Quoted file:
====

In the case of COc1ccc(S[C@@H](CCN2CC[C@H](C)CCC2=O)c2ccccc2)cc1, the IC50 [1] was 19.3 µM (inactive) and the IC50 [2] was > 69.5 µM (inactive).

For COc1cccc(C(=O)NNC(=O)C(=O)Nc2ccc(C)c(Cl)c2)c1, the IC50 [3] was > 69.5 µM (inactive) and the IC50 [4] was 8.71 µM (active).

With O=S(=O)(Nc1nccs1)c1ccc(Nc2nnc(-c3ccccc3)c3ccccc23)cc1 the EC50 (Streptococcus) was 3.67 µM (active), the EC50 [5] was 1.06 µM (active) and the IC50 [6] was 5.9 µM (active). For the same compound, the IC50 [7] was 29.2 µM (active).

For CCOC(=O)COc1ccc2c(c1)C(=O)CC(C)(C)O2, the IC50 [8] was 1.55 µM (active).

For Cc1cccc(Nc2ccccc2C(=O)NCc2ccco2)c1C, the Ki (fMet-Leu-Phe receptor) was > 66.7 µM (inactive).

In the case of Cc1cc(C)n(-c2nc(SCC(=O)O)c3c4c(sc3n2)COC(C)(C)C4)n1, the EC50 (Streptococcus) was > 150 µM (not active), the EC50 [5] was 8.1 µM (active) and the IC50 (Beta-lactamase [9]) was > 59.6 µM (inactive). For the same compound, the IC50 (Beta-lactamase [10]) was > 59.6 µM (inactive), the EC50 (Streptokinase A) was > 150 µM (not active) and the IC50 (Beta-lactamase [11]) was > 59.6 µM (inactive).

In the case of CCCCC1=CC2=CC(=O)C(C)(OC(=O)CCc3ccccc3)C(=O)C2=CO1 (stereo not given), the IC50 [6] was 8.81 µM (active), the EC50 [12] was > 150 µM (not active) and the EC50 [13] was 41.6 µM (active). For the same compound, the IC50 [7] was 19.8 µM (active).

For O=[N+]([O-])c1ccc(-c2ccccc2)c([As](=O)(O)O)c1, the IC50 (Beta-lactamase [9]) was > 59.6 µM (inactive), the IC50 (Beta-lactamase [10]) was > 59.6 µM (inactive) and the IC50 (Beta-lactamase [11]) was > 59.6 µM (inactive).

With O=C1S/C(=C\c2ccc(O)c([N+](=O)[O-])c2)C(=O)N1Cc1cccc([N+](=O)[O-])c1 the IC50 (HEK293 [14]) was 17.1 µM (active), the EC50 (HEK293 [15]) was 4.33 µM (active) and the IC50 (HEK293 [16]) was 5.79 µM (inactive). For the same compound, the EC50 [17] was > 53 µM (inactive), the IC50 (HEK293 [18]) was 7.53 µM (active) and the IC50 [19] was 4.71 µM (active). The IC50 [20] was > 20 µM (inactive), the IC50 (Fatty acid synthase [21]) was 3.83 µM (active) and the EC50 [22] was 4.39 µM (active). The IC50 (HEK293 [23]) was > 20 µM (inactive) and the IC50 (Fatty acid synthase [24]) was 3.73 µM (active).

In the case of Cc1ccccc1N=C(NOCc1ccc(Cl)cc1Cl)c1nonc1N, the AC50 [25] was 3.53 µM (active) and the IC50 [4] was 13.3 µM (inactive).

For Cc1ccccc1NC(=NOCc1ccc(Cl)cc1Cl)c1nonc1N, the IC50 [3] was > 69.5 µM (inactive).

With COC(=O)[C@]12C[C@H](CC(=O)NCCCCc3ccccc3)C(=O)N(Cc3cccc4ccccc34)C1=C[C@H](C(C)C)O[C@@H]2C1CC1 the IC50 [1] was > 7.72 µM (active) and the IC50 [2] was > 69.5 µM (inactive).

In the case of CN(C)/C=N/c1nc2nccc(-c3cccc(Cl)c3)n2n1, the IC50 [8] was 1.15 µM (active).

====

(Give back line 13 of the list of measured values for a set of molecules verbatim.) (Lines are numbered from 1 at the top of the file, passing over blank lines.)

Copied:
In the case of CN(C)/C=N/c1nc2nccc(-c3cccc(Cl)c3)n2n1, the IC50 [8] was 1.15 µM (active).